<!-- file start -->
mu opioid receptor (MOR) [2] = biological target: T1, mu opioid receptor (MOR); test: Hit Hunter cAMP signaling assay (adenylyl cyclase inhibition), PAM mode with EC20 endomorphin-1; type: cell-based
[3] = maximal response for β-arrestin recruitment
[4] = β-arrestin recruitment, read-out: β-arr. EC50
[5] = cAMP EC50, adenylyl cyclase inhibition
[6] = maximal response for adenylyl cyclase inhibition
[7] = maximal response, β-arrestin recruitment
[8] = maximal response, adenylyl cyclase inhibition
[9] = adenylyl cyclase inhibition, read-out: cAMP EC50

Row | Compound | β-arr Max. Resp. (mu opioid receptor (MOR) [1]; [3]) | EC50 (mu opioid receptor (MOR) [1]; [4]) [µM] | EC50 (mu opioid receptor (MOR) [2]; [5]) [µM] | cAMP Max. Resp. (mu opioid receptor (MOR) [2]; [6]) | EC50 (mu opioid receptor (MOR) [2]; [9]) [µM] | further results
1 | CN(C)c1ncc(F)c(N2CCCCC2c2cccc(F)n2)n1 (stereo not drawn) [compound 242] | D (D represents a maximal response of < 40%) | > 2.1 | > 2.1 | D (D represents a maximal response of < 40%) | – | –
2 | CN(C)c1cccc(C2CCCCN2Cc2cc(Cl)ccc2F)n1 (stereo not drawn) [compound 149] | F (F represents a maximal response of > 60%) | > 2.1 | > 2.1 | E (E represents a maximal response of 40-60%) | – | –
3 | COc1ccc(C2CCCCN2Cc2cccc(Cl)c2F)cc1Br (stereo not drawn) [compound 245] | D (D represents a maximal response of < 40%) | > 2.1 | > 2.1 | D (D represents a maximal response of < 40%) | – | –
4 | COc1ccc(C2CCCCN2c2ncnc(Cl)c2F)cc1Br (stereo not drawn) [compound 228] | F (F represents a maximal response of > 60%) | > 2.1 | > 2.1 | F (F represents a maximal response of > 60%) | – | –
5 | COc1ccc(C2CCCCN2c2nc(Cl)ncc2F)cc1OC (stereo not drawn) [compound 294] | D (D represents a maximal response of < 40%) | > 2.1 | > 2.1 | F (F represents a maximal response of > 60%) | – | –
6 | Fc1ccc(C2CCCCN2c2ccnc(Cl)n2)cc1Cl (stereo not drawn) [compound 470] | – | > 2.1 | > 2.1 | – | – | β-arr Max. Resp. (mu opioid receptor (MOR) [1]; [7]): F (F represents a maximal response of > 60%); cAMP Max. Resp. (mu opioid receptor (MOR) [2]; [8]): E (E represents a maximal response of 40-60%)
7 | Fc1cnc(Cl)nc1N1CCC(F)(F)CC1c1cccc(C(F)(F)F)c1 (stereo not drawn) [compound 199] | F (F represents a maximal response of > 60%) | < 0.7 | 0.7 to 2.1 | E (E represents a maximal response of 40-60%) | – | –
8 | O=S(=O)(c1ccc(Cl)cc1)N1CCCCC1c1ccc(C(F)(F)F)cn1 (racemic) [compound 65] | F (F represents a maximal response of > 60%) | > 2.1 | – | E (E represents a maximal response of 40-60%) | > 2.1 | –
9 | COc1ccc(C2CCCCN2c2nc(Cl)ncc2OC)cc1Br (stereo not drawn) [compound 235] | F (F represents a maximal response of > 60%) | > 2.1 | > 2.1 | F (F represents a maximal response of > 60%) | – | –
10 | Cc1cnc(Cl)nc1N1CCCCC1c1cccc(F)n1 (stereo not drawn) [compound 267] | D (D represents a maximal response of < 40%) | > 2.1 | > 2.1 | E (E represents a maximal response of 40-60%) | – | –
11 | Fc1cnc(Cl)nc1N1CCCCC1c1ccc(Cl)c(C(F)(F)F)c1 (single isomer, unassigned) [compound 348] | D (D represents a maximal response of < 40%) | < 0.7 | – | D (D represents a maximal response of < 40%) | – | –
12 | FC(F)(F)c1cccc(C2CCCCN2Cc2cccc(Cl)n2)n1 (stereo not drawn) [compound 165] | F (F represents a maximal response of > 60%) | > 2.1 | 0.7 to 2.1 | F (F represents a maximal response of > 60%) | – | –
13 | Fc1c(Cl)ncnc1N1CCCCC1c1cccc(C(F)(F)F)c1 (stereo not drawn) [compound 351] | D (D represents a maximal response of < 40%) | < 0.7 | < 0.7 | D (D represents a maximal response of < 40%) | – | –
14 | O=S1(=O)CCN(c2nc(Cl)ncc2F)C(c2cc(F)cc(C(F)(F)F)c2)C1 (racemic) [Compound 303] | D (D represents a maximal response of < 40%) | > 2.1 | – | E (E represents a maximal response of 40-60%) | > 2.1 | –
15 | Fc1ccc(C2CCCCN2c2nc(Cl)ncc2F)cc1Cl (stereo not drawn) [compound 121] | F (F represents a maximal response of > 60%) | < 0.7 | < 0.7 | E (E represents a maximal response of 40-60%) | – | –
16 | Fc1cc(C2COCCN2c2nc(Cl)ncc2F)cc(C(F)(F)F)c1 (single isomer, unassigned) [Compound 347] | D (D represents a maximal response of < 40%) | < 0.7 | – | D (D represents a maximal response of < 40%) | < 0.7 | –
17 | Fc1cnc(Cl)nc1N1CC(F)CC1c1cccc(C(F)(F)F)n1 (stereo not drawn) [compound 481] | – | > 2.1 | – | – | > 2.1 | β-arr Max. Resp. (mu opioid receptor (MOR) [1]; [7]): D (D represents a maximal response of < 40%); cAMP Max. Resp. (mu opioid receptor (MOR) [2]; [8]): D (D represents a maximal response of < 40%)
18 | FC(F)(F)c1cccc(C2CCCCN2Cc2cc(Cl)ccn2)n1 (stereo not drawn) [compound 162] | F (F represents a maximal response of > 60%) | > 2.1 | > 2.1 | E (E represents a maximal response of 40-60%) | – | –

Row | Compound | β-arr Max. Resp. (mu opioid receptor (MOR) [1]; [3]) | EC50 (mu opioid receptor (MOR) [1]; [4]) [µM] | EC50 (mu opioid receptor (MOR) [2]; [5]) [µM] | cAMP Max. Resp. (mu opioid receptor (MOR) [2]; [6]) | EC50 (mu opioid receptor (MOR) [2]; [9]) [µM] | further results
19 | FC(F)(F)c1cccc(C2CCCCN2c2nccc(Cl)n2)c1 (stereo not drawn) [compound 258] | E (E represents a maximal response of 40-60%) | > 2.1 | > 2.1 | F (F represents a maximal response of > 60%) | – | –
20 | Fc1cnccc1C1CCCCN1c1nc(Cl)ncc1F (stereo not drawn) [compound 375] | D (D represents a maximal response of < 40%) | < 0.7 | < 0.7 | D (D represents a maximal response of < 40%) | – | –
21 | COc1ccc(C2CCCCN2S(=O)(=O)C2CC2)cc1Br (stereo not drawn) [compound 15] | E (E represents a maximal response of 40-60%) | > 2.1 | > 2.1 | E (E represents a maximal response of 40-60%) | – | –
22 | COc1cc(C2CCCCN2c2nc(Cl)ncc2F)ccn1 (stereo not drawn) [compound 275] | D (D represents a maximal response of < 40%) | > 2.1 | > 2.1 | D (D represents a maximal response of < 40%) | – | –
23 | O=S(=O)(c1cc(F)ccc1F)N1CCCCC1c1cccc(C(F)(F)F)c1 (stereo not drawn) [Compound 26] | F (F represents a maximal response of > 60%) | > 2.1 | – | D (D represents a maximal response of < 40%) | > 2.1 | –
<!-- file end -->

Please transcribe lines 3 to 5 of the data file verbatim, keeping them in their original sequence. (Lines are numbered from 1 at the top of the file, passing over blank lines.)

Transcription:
[4] = β-arrestin recruitment, read-out: β-arr. EC50
[5] = cAMP EC50, adenylyl cyclase inhibition
[6] = maximal response for adenylyl cyclase inhibition